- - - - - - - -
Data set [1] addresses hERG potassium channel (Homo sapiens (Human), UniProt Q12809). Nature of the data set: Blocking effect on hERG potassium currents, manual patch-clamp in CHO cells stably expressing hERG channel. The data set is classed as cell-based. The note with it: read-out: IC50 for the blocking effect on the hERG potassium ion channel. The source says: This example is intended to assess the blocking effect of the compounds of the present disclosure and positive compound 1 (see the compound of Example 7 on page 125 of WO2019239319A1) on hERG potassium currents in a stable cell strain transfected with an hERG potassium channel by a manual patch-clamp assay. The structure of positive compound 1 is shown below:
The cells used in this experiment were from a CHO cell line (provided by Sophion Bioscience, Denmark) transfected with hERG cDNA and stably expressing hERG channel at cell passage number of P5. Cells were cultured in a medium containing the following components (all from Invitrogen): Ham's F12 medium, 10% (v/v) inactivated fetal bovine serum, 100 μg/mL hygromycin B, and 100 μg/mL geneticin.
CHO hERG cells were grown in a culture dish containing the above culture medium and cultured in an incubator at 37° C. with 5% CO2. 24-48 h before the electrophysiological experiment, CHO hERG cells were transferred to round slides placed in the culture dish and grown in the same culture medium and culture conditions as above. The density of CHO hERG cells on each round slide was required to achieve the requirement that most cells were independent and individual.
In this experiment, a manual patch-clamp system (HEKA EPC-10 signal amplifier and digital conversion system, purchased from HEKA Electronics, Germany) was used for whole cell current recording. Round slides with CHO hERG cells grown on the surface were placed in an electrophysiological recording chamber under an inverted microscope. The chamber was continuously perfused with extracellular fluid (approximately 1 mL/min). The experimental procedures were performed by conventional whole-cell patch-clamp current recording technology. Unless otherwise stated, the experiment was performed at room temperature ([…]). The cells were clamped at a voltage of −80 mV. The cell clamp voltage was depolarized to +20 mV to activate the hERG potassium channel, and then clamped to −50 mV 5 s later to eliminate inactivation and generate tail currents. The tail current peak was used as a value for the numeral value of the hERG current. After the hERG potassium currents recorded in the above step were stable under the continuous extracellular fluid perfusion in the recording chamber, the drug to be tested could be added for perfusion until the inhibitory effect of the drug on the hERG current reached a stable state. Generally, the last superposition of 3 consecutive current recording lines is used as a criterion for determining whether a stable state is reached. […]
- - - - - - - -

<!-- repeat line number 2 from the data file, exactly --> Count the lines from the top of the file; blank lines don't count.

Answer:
The cells used in this experiment were from a CHO cell line (provided by Sophion Bioscience, Denmark) transfected with hERG cDNA and stably expressing hERG channel at cell passage number of P5. Cells were cultured in a medium containing the following components (all from Invitrogen): Ham's F12 medium, 10% (v/v) inactivated fetal bovine serum, 100 μg/mL hygromycin B, and 100 μg/mL geneticin.